Friday, September 17, 2010

Weezer is broken statue with four toes

We should be well acquainted with the Rivers Cuomo marketing technique by now. Have you not seen the ridiculous album covers? Maybe you heard the oddball collaborations with Lil Wayne and Kenny G? Well, then you must have purchased the Weezer Snuggie.

This season, the perennial meme-generators bring us "Hurley" - an album whose patron saint is the character from the now-defunct hit television show "Lost." Oh, and there’s a beaming shot of actor Jorge Garcia plastered on the cover.

"I just loved this photo of Jorge Garcia," Rivers told AOL Music. "It just had this amazing vibe."

But more than the “vibe” it's fitting how the band chose to associate with this particular show. Each one is a pop culture phenomenon that continues to perplex their fans with elaborate stunts. With “Lost,” we were intrigued with kernels of faux-philosophy and allusions to revered scientists. Weezer elevated nerds to their full glory in the ‘90s with horn-rimmed glasses and wide-eyed lyrics about Dungeons & Dragons and Buddy Holly. We fell from them both, and they convinced us that they held secrets and insights to our lives. But in the end they failed to deliver anything except disappointment and regret.

What’s been missing from Rivers' work for the past decade has been his sincerity. And “Hurley” is another recycled watered-down version of a Weezer album.

There’s a brief glimpse of pre-Harvard Rivers on “Unspoken,” a genuine power ballad that shows the songwriter unvarnished – with acoustic guitar, even. "Our life will be broken, our hate will be unspoken," he utters in the refrain. It’s the only moment on “Hurley” where you hear some conviction beneath what this man is singing. And it makes the eventual crescendo of distortion an actual payoff rather than a convenient diversion.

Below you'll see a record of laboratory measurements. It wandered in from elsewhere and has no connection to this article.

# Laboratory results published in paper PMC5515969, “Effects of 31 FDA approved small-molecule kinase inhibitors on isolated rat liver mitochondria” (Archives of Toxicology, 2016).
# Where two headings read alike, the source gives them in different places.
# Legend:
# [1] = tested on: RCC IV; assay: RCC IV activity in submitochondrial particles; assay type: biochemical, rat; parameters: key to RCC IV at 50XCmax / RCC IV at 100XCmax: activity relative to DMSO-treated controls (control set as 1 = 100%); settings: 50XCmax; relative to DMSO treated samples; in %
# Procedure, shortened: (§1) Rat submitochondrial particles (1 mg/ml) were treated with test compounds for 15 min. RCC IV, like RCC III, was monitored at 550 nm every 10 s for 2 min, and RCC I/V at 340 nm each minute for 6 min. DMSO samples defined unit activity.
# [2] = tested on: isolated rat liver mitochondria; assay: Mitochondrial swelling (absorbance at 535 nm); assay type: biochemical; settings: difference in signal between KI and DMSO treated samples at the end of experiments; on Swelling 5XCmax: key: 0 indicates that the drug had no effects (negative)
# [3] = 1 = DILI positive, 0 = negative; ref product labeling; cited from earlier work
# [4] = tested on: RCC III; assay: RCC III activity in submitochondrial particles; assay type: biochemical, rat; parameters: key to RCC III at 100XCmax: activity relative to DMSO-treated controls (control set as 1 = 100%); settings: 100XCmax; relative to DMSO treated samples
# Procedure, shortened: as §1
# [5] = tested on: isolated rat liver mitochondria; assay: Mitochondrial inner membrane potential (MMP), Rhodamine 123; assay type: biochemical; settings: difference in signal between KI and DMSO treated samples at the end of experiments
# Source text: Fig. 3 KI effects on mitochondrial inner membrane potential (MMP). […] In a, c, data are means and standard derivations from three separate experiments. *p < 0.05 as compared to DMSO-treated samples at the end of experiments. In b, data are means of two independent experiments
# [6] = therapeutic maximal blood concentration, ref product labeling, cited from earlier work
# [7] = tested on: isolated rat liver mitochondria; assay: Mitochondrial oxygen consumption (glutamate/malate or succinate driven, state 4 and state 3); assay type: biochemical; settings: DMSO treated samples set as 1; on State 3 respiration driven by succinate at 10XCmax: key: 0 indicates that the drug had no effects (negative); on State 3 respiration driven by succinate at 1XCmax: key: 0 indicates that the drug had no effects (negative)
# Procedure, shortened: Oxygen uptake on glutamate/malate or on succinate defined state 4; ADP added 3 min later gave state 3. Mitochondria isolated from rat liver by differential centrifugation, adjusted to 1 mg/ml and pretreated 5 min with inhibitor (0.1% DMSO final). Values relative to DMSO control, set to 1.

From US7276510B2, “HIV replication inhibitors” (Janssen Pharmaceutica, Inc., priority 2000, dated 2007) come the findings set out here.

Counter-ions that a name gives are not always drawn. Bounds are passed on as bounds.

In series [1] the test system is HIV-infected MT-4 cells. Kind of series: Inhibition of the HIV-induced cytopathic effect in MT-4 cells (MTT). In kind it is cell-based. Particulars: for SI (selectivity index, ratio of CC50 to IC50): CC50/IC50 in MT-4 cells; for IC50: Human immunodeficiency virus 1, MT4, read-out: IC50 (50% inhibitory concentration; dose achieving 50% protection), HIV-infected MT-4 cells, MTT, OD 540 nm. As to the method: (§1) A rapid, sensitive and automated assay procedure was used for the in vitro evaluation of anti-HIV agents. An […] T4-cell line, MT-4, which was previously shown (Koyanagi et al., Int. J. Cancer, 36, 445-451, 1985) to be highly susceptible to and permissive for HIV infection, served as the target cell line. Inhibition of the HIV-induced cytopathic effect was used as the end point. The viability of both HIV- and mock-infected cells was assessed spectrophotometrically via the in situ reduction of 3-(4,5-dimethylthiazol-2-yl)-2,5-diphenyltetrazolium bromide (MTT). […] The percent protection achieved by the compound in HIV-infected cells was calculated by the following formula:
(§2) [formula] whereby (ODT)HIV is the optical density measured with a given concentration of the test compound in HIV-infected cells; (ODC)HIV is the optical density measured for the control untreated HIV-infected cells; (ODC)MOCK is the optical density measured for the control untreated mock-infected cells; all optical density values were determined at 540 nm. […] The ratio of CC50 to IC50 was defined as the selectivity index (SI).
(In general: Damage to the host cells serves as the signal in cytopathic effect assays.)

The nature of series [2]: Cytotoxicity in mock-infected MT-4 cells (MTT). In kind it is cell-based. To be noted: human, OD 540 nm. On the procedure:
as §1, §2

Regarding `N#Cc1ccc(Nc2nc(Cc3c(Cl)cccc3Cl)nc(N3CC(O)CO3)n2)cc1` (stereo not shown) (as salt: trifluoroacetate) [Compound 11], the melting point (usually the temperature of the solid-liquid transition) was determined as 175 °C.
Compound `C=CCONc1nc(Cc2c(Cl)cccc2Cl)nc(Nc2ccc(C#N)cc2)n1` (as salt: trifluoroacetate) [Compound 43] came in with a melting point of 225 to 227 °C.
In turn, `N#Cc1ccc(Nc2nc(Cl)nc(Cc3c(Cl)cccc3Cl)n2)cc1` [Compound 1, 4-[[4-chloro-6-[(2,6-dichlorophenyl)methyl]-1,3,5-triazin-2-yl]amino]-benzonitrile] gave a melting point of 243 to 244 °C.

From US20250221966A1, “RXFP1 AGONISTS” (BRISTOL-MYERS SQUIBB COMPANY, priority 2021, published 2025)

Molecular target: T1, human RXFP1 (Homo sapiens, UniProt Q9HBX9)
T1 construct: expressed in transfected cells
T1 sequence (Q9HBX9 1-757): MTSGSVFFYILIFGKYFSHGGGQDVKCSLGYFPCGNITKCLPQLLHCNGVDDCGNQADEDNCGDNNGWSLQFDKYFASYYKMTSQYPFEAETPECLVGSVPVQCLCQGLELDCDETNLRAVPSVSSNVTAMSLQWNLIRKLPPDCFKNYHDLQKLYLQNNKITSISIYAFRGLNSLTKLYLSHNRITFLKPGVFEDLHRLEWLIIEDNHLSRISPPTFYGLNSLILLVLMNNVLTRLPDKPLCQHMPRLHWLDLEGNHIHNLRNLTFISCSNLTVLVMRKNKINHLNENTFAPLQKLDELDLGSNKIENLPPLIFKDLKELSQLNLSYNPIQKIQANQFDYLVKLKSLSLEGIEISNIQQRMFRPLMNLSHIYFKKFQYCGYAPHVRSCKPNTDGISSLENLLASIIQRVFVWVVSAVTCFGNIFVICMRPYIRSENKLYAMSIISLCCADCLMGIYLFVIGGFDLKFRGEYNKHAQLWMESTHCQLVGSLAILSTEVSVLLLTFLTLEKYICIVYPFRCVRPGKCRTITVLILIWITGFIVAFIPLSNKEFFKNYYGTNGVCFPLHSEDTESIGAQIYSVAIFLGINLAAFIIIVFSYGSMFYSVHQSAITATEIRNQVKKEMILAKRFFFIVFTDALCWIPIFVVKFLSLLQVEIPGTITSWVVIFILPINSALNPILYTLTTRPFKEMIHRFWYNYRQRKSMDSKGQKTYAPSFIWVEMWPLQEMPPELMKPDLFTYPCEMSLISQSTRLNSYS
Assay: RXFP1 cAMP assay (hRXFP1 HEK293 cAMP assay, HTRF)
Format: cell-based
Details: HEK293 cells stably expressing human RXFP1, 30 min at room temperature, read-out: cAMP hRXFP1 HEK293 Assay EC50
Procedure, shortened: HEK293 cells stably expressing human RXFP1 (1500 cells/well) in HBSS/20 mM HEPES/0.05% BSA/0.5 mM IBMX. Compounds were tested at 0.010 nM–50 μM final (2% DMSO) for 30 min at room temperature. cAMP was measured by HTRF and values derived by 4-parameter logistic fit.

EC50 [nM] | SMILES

But this feeling of redemption and relief is quickly obliterated by "Where's my Sex?" - a juvenile and unconvincing song that is actually about losing one’s socks. Do we really give a shit if Rivers finds his “sex?” And, whether it’s “under the rug” or “stuck in a shoe closet?” He certainly doesn’t sing like he even gives a shit. And, why would he?

When Rivers sang about sex on “Pinkerton” he gave us confessional lines like, “I’m spread so thin, I don’t know who I am.” These are honest revelations from a man suddenly and completely bombarded by stardom. Trying unsuccessfully to deal with this new outpouring of “attention.” “Hurley” is bereft of any such resignations.

The album’s opening track "Memories" maintains that - Hey, the 90s were cool, right? - but fails to conjure up any images from that decade that are actually worth remembering (Hacky Sacks, techno music?!). On “Smart Girls,” Rivers talks about girls and stuff, how rad they are and all. But perhaps the most hollow and pitiful lyrics come from “Brave New World:”

“This is the dawning of a brave new world /
I don’t know where I’m going, but I know I’ll figure it out, Yeaaah!”

Besides giving Aldous Huxley an aneurysm Rivers is being completely disingenuous. If he truly didn’t care about where he’s going, he’d be making “Songs from the Black Hole” – the lost, Pinkerton-era, sci-fi rock opera that never saw the light of day. Instead, he’s churning out “The Blue Album for Tweens.”

When Rivers sang about "12-sided die" on "In the Garage" it was cute, and referential. We were right there in that garage with him and you could feel the collective embrace of D&D freaks around the country. Here, on songs like "Trainwrecks" (actual name) he insists, "We don't update our blogs." That’s just pathetic and pandering. It’s like Weezer Mad Libs – simply replace the nouns to fit the generation.

The band has always modeled themselves after Kiss - a sort-of grotesque marketing template for rock bands. Gene Simmons turned that group into a brand that became more famous than the music itself. And one can imagine what happens to the psyche of a pop-punk songwriter after he’s received an Ivy-league education. It seems that Rivers Cuomo is intent on delivering whatever iteration of Weezer he thinks his fans want to like to buy.

Critics have charged that the artist is regressing, becoming trapped in a teenage fantasy - becoming more immature and irrelevant the older he gets. I'd say he is becoming something much, much worse – a rock star.

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